Southeast Scotland Basalt Outcrops IPA
Location: Scattered between Edinburgh and the Scottish English Border.
Grid Reference: NT 689 399
300 million years ago, a number of active volcanoes were to be found in this part of Scotland, and the dome-shaped hills at Hareheugh Crags, Minto Craigs, North Berwick Law, Traprain Law, Hume Castle and Smailholm Crags are all that is left of the plug of lava that once welled up within six of them.
Everything else has been eroded away by glaciation, leaving just the cone of harder material that was once deep underground. Their thin soils and underlying base-rich and acidic rocks have given rise to areas of unimproved, mineral rich grassland and an assemblage of plants that is uncommon in the area.
In a landscape where woodlands and other natural habitats have suffered from disturbance and the effects of intensive agriculture, these volcanic outcrops with their exposed rock faces form unique habitats and rare oases supporting rich communities of bryophytes and lichen assemblages of national significance.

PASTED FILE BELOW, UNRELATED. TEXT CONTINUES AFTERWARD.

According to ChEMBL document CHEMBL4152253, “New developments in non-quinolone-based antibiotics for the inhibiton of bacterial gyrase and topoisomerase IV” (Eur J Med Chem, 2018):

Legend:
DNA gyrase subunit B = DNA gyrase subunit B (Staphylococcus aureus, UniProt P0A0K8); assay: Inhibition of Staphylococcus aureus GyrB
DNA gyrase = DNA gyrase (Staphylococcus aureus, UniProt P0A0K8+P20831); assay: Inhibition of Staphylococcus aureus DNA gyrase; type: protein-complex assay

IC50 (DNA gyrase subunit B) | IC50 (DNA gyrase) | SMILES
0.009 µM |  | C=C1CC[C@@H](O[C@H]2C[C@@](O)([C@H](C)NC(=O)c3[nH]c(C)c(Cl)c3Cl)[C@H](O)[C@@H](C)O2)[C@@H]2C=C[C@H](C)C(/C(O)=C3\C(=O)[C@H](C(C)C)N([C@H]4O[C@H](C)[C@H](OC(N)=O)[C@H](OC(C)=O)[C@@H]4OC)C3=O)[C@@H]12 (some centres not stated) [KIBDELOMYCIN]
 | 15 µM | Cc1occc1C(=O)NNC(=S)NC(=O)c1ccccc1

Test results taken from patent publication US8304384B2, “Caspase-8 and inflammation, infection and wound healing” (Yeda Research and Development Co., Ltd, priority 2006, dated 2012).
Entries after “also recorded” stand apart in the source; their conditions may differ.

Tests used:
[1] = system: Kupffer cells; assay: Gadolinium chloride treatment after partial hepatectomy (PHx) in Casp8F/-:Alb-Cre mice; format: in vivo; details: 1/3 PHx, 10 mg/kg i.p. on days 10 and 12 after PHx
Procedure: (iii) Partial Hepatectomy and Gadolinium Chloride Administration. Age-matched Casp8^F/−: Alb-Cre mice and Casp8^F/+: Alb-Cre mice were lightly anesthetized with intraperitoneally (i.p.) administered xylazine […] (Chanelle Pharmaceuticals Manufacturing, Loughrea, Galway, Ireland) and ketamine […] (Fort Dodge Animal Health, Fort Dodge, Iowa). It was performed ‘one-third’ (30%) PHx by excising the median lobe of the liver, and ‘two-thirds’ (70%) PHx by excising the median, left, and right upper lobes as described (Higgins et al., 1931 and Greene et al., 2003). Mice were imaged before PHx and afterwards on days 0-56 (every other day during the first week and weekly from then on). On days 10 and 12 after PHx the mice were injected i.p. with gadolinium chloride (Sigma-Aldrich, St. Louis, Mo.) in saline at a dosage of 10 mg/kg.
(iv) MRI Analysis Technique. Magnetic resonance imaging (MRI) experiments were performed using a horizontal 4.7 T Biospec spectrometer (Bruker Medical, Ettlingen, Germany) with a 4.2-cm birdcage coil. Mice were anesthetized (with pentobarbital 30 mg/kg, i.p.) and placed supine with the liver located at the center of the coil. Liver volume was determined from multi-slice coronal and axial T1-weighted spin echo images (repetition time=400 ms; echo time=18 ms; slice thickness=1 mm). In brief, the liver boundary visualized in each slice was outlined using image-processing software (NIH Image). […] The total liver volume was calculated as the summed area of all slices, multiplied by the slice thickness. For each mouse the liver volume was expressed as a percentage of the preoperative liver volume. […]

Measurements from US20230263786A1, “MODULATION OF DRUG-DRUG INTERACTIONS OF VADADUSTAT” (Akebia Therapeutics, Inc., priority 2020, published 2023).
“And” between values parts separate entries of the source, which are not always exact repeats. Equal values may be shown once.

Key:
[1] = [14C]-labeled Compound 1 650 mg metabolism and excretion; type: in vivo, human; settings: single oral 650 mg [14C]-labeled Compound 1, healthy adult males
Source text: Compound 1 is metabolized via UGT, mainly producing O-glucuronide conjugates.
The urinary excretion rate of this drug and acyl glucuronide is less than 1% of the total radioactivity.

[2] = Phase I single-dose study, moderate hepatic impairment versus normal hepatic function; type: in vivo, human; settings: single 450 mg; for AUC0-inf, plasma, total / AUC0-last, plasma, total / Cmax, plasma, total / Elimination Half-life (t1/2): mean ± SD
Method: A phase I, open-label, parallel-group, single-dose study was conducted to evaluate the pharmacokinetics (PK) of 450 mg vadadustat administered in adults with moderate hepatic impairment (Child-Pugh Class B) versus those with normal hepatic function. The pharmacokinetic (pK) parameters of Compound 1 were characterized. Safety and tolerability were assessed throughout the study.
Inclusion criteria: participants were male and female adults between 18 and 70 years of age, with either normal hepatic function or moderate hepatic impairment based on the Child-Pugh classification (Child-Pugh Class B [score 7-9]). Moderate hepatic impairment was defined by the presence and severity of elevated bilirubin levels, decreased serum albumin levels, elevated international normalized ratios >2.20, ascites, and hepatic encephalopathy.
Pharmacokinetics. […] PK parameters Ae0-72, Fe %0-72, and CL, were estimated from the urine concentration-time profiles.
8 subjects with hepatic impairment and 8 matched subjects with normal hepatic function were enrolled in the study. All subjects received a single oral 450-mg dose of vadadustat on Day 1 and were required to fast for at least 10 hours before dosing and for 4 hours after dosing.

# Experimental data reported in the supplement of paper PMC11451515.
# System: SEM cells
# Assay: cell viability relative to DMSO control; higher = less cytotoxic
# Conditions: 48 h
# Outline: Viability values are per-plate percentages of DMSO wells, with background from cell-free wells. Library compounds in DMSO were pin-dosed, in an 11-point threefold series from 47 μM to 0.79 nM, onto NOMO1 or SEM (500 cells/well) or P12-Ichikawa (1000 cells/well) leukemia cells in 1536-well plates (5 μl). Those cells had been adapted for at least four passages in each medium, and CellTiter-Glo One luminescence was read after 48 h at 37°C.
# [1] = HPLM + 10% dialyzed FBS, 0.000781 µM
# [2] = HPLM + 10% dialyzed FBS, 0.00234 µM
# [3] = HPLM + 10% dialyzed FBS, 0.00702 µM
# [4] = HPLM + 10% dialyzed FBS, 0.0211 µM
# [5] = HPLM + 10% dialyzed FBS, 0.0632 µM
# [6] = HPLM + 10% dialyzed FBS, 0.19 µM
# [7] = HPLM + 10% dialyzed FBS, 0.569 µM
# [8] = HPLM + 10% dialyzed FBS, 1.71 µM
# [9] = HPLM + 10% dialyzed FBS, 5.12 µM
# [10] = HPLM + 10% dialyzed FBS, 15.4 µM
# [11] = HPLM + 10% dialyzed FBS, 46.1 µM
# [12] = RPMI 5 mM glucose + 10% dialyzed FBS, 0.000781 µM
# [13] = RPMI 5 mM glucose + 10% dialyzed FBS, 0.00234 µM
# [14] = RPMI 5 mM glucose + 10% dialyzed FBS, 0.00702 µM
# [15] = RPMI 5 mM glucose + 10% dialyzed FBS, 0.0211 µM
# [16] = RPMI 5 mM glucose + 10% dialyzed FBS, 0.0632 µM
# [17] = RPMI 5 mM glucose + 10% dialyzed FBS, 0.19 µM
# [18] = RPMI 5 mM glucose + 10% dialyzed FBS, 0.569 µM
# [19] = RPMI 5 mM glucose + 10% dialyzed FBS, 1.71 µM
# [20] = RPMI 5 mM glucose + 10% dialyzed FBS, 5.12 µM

Maiden pink, common rock-rose, meadow saxifrage and moonwort can be found amongst the species-rich grassland on the south-facing slopes, which on the north-facing slopes may include mountain pansy. Ferns, lichens, mosses and woodland plants are present on rock outcrops and ledges.
At Minto Craigs woodland has developed and an interesting and unusual lichen flora which is uncommon for the Borders area grows on the boles of mature trees as well as the rock faces. A regionally important range of higher plants occurs here, including the nationally rare fern forked spleenwort and sticky catchfly (thought to be the only remaining colony in the Borders). Locally rare plant species found include maiden pink and northern dock.
The steep sides of North Berwick Law are covered with large areas of unimproved, mineral rich grassland. Several vascular plant species indicative of base-rich conditions are to be found, including lady's bedstraw, burnet-saxifrage, wild thyme, knotted clover and maiden pink. The UK BAP priority species purple milk-vetch, not normally found inland and the Red Data List species meadow saxifrage are also known from the site, which also contains a number of rare bryophytes.
At Trapain Law the grassland supports more plant species than any other grassland of its type in East Lothian and a unique assemblage of mosses and liverworts. It is known to be the single most species-rich site for lichens in south-east Scotland.
Image: ©Laurie Campbell